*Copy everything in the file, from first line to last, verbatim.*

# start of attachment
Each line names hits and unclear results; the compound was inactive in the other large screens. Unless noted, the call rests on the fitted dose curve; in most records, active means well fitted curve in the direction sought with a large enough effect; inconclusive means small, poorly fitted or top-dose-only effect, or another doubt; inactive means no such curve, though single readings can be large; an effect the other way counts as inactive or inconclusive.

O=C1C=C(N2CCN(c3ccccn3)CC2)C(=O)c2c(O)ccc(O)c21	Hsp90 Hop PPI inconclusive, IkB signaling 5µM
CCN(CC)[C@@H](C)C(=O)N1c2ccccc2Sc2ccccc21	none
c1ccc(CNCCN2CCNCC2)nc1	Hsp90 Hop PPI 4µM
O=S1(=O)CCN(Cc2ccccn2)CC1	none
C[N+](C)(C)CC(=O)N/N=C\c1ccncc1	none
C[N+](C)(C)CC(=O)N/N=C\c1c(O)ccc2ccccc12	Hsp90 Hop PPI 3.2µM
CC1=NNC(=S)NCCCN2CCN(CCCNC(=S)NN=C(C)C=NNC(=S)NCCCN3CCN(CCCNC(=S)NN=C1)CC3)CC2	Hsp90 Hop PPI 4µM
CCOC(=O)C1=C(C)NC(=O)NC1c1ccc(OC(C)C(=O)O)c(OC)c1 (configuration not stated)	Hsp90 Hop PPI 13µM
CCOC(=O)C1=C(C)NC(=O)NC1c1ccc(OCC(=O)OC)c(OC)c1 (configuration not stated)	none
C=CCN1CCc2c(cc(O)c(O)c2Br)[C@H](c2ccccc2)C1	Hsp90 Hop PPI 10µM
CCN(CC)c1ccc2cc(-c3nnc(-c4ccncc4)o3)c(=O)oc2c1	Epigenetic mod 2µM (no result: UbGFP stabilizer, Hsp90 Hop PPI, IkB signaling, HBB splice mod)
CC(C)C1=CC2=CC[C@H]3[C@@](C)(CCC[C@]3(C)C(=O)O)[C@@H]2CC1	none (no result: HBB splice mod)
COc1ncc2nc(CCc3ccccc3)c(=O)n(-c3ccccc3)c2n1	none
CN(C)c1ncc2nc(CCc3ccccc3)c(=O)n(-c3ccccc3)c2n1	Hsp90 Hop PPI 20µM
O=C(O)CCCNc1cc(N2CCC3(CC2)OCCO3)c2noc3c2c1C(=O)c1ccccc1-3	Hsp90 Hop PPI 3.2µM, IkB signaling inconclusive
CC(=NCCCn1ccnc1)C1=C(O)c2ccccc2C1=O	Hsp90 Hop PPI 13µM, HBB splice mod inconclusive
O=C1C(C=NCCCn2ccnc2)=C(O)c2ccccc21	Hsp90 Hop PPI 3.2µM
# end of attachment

Each line names hits and unclear results; the compound was inactive in the other large screens. Unless noted, the call rests on the fitted dose curve; in most records, active means well fitted curve in the direction sought with a large enough effect; inconclusive means small, poorly fitted or top-dose-only effect, or another doubt; inactive means no such curve, though single readings can be large; an effect the other way counts as inactive or inconclusive.

O=C1C=C(N2CCN(c3ccccn3)CC2)C(=O)c2c(O)ccc(O)c21	Hsp90 Hop PPI inconclusive, IkB signaling 5µM
CCN(CC)[C@@H](C)C(=O)N1c2ccccc2Sc2ccccc21	none
c1ccc(CNCCN2CCNCC2)nc1	Hsp90 Hop PPI 4µM
O=S1(=O)CCN(Cc2ccccn2)CC1	none
C[N+](C)(C)CC(=O)N/N=C\c1ccncc1	none
C[N+](C)(C)CC(=O)N/N=C\c1c(O)ccc2ccccc12	Hsp90 Hop PPI 3.2µM
CC1=NNC(=S)NCCCN2CCN(CCCNC(=S)NN=C(C)C=NNC(=S)NCCCN3CCN(CCCNC(=S)NN=C1)CC3)CC2	Hsp90 Hop PPI 4µM
CCOC(=O)C1=C(C)NC(=O)NC1c1ccc(OC(C)C(=O)O)c(OC)c1 (configuration not stated)	Hsp90 Hop PPI 13µM
CCOC(=O)C1=C(C)NC(=O)NC1c1ccc(OCC(=O)OC)c(OC)c1 (configuration not stated)	none
C=CCN1CCc2c(cc(O)c(O)c2Br)[C@H](c2ccccc2)C1	Hsp90 Hop PPI 10µM
CCN(CC)c1ccc2cc(-c3nnc(-c4ccncc4)o3)c(=O)oc2c1	Epigenetic mod 2µM (no result: UbGFP stabilizer, Hsp90 Hop PPI, IkB signaling, HBB splice mod)
CC(C)C1=CC2=CC[C@H]3[C@@](C)(CCC[C@]3(C)C(=O)O)[C@@H]2CC1	none (no result: HBB splice mod)
COc1ncc2nc(CCc3ccccc3)c(=O)n(-c3ccccc3)c2n1	none
CN(C)c1ncc2nc(CCc3ccccc3)c(=O)n(-c3ccccc3)c2n1	Hsp90 Hop PPI 20µM
O=C(O)CCCNc1cc(N2CCC3(CC2)OCCO3)c2noc3c2c1C(=O)c1ccccc1-3	Hsp90 Hop PPI 3.2µM, IkB signaling inconclusive
CC(=NCCCn1ccnc1)C1=C(O)c2ccccc2C1=O	Hsp90 Hop PPI 13µM, HBB splice mod inconclusive
O=C1C(C=NCCCn2ccnc2)=C(O)c2ccccc21	Hsp90 Hop PPI 3.2µM